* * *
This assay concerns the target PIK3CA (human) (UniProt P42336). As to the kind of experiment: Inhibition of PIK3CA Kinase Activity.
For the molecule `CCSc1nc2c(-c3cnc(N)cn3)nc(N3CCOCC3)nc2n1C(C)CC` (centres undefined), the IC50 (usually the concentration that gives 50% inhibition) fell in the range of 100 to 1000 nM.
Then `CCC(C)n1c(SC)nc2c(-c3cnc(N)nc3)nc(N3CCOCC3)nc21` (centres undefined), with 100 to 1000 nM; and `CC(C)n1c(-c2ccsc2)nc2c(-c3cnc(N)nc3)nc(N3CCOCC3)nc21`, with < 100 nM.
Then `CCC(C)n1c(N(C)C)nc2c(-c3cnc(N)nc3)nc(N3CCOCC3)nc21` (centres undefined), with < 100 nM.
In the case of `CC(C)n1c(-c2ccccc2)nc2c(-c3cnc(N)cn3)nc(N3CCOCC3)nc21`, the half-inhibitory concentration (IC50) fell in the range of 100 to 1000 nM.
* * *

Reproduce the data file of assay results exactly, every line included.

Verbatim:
This assay concerns the target PIK3CA (human) (UniProt P42336). As to the kind of experiment: Inhibition of PIK3CA Kinase Activity.
For the molecule `CCSc1nc2c(-c3cnc(N)cn3)nc(N3CCOCC3)nc2n1C(C)CC` (centres undefined), the IC50 (usually the concentration that gives 50% inhibition) fell in the range of 100 to 1000 nM.
Then `CCC(C)n1c(SC)nc2c(-c3cnc(N)nc3)nc(N3CCOCC3)nc21` (centres undefined), with 100 to 1000 nM; and `CC(C)n1c(-c2ccsc2)nc2c(-c3cnc(N)nc3)nc(N3CCOCC3)nc21`, with < 100 nM.
Then `CCC(C)n1c(N(C)C)nc2c(-c3cnc(N)nc3)nc(N3CCOCC3)nc21` (centres undefined), with < 100 nM.
In the case of `CC(C)n1c(-c2ccccc2)nc2c(-c3cnc(N)cn3)nc(N3CCOCC3)nc21`, the half-inhibitory concentration (IC50) fell in the range of 100 to 1000 nM.